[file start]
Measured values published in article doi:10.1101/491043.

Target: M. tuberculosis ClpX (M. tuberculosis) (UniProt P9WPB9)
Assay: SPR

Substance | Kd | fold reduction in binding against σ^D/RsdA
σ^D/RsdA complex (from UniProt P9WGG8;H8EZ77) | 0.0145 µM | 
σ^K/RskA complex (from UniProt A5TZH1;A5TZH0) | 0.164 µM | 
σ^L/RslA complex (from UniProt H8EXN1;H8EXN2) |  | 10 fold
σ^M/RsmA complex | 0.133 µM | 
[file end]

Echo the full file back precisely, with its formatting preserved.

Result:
Measured values published in article doi:10.1101/491043.

Target: M. tuberculosis ClpX (M. tuberculosis) (UniProt P9WPB9)
Assay: SPR

Substance | Kd | fold reduction in binding against σ^D/RsdA
σ^D/RsdA complex (from UniProt P9WGG8;H8EZ77) | 0.0145 µM | 
σ^K/RskA complex (from UniProt A5TZH1;A5TZH0) | 0.164 µM | 
σ^L/RslA complex (from UniProt H8EXN1;H8EXN2) |  | 10 fold
σ^M/RsmA complex | 0.133 µM | 